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Lawmakers push for year-long forbearance on GSE mortgages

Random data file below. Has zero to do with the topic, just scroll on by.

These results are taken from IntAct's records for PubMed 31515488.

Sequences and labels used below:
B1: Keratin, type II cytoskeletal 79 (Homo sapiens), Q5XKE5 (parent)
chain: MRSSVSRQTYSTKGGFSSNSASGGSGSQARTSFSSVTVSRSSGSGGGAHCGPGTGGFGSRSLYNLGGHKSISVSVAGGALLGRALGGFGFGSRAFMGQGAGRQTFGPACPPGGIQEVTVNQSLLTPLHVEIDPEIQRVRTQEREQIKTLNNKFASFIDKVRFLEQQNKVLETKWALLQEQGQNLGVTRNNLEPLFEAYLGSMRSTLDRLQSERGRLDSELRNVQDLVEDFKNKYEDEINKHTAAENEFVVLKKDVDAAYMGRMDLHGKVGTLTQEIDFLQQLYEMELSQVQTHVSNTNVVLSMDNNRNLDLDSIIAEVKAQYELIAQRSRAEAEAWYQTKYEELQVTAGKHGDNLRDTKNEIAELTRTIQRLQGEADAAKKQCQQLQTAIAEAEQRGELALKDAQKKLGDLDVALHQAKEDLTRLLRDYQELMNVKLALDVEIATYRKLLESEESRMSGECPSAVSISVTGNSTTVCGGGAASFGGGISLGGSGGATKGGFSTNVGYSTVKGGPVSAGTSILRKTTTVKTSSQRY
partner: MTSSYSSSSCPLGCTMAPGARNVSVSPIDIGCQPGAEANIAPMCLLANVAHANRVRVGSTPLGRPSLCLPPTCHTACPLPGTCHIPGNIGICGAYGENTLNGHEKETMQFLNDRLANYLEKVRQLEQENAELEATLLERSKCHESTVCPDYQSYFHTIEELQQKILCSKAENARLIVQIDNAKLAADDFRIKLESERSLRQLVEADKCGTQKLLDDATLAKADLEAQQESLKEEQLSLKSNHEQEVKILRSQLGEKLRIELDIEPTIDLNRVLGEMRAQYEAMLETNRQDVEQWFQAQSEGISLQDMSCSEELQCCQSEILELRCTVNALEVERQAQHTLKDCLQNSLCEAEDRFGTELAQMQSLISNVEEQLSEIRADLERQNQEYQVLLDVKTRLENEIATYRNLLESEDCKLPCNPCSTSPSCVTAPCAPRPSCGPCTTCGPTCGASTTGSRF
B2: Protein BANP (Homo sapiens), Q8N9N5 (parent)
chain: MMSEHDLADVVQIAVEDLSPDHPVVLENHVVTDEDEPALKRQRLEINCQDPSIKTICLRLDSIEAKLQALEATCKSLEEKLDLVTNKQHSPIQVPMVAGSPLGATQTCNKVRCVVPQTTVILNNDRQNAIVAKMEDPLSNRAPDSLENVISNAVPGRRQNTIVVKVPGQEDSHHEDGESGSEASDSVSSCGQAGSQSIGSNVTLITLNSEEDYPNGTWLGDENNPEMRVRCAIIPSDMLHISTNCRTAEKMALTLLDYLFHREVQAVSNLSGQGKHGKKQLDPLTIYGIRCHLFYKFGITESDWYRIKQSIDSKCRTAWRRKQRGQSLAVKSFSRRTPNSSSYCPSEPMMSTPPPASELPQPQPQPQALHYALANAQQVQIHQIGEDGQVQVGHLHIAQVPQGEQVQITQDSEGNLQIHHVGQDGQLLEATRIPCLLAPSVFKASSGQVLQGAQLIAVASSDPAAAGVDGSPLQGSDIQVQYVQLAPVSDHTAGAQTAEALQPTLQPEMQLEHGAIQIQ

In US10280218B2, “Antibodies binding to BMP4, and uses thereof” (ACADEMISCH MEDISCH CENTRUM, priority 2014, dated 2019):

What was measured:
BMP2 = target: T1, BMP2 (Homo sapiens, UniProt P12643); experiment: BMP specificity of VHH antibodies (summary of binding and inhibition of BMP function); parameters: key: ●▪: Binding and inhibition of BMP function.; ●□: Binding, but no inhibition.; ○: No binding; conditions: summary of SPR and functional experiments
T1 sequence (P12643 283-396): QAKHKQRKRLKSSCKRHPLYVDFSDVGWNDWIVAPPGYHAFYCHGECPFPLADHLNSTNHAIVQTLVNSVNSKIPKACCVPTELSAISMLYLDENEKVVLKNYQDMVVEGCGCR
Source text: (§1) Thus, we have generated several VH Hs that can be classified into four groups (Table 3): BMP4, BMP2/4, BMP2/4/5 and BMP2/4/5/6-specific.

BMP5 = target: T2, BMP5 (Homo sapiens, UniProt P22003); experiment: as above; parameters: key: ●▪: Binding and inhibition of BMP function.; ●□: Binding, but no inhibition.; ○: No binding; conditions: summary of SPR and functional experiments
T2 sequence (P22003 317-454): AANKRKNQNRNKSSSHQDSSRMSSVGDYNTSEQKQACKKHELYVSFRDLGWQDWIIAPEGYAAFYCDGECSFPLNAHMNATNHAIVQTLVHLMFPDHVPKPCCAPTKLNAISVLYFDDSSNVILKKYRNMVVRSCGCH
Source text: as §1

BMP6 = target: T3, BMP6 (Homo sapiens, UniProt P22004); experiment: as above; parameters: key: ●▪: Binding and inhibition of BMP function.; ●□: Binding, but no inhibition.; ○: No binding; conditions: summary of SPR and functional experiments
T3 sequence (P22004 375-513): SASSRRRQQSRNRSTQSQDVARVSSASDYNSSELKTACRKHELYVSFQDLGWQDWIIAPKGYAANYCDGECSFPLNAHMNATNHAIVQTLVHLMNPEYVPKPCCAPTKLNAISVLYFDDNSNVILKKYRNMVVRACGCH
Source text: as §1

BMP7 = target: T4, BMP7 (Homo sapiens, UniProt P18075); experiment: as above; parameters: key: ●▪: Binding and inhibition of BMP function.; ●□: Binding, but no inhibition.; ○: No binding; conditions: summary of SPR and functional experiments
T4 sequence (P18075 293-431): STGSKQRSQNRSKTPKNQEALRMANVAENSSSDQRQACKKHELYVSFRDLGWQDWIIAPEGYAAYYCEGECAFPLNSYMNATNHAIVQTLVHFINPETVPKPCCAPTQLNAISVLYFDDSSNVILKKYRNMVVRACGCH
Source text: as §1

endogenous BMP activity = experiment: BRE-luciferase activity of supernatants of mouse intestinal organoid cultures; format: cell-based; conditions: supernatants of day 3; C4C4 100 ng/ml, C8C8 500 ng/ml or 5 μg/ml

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A group of 27 lawmakers in the House of Representatives sent a letter to President Obama this week, asking his administration to extend a forbearance period to 12 months for unemployed borrowers with mortgages owned by Fannie Mae and Freddie Mac. Under the current programs at the government-sponsored enterprises, qualified homeowners can receive a forbearance period of usually between 90 and 180 days as part of a modification agreement. On July 7, the Federal Housing Administration and the Treasury Department required mortgage servicers to provide a 12-month forbearance to unemployed borrowers of government-insured loans. The minimum forbearance period was also extended to a full year on mortgages moving through the Home Affordable Modification Program. Fannie and Freddie mortgages are not included in the Treasury requirements. "We believe an extended forbearance option should be expanded to other agencies across the government," the lawmakers wrote. "FHA-insured loans comprise of 14% of the housing market, while Fannie Mae and Freddie Mac own or guarantee approximately half of existing mortgages." While private payrolls increased by 114,000 in July, the current unemployment remains elevated at 9.2%. Currently, the Federal Housing Finance Agency, the GSE regulator, approves the forbearance and other loss mitigation efforts. It has long kept Fannie and Freddie from participating in wide-scale principal reduction programs, keeping results low for similar government initiatives. The lawmakers, all Democrats and include Rep. Elijah Cummings (D-Md.) and Barney Frank (D-Mass.) said the administration should effort to convince the FHFA oversight board of implementing the extended assistance. "By expanding the forbearance period for additional homeowners and their families, we can maximize opportunities for those who have suffered job losses to save their homes while they seek employment," the lawmakers wrote. Write to Jon Prior. Follow him on Twitter @JonAPrior.

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